Self-Reported Memory Failures: Associations with Future Dementia in a Population-Based Study with Long-Term Follow-Up
Number of Authors: 4
2015 (English)In: Journal of The American Geriatrics Society, ISSN 0002-8614, E-ISSN 1532-5415, Vol. 63, no 9, 1766-1773 p.Article in journal (Refereed) Published
OBJECTIVES: To examine the association between self-reported memory failures and incident dementia in individuals aged 60 and older. DESIGN: Longitudinal, community based. SETTING: Betula Prospective Cohort Study, a population-based study in Umea, Sweden. PARTICIPANTS: Individuals with a mean age of 71.5 +/- 8.8 (range 60-90) (N = 1,547). MEASUREMENTS: Participants rated the frequency of everyday memory failures using the 16-item Prospective and Retrospective Memory Questionnaire (PRMQ) and underwent objective memory testing at baseline. Participant self-reports of complaints of poor memory by family and friends were evaluated. Dementia status was followed-up for 10 to 12 years. RESULTS: Over the study period, 225 participants developed dementia (132 with Alzheimer's disease (AD)). In Cox proportional hazard regression models adjusted for demographic factors, PRMQ z-scores predicted incident dementia (hazard ratio (HR) = 1.21 for all-cause dementia; HR = 1.25 for AD, Ps < .01). The significant associations remained when depressive symptoms and objective memory performance were adjusted for, when low performers on objective memory (= 1 standard deviations below the age group mean) were excluded, and in analyses with delayed entry (survival time = 5 years). Similar patterns were observed for the prospective and retrospective subscales, although including how often participants self-reported that others complained about their poor memory eliminated the association between PRMQ scores and dementia and itself emerged as a significant predictor. CONCLUSION: Self-reported memory failure predicted future dementia or AD independent of objective memory performance. Subjective reports of complaints by family and friends appear to be an even more-important indicator of preclinical impairments, and physicians should not ignore them, even in the absence of objective memory deficits.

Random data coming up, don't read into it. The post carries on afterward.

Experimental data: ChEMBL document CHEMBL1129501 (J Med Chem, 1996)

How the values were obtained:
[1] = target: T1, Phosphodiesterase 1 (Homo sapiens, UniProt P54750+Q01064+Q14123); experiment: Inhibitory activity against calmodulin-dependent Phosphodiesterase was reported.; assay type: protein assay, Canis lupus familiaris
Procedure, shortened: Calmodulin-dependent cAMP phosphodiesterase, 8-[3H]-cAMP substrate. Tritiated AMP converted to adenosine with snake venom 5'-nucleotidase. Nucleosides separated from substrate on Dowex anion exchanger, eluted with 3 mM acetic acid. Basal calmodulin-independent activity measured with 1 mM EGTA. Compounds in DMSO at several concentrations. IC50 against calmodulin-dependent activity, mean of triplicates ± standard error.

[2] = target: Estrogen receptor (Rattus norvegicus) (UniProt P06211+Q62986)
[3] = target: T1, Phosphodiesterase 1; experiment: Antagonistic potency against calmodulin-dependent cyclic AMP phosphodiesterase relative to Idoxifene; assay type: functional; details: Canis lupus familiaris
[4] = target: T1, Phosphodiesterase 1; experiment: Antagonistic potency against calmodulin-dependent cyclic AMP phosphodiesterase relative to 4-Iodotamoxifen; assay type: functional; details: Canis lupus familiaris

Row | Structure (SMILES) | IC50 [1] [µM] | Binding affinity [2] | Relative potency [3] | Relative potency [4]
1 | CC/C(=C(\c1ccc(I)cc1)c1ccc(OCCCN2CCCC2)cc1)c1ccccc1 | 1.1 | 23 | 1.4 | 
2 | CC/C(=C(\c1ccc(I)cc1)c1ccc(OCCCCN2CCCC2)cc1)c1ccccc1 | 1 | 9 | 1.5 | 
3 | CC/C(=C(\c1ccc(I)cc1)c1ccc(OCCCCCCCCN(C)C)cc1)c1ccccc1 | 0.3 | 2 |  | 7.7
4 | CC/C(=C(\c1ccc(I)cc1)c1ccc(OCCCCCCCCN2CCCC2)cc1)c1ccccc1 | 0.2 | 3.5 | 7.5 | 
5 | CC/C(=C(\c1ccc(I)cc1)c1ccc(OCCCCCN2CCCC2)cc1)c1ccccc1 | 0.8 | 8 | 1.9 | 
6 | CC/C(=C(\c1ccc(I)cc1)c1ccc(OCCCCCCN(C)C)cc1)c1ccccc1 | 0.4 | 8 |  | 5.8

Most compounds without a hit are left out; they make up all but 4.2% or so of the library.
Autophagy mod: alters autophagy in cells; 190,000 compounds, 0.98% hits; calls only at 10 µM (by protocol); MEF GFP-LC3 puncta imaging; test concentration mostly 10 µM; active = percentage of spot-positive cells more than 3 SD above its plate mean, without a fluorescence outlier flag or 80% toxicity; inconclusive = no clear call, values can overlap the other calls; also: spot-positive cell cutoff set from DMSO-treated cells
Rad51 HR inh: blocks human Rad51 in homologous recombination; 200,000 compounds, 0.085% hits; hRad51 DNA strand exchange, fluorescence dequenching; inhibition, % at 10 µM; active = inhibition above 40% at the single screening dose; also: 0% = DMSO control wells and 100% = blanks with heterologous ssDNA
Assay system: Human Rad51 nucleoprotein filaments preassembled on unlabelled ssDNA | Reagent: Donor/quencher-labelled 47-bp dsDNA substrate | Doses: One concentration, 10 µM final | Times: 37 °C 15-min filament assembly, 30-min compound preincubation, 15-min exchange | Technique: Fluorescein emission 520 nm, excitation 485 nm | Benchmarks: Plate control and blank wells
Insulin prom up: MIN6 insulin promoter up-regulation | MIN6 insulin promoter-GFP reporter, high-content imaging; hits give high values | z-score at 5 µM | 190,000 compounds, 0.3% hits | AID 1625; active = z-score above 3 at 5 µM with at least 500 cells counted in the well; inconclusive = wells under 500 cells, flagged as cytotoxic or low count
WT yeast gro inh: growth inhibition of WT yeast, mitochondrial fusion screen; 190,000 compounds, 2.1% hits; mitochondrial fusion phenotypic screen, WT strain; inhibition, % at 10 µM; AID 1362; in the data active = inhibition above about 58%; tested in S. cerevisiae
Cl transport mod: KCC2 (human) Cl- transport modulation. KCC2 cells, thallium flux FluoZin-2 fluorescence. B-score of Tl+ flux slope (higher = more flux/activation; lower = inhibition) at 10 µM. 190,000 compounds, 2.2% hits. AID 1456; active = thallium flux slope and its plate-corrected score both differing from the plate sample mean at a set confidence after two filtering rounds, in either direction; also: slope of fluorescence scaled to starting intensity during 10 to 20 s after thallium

Place, publisher, year, edition, pages
2015. Vol. 63, no 9, 1766-1773 p.
subjective memory, objective memory, dementia, Alzheimer's disease
IdentifiersURN: urn:nbn:se:su:diva-123349DOI: 10.1111/jgs.13611ISI: 000363804800005OAI: oai:DiVA.org:su-123349DiVA: diva2:874054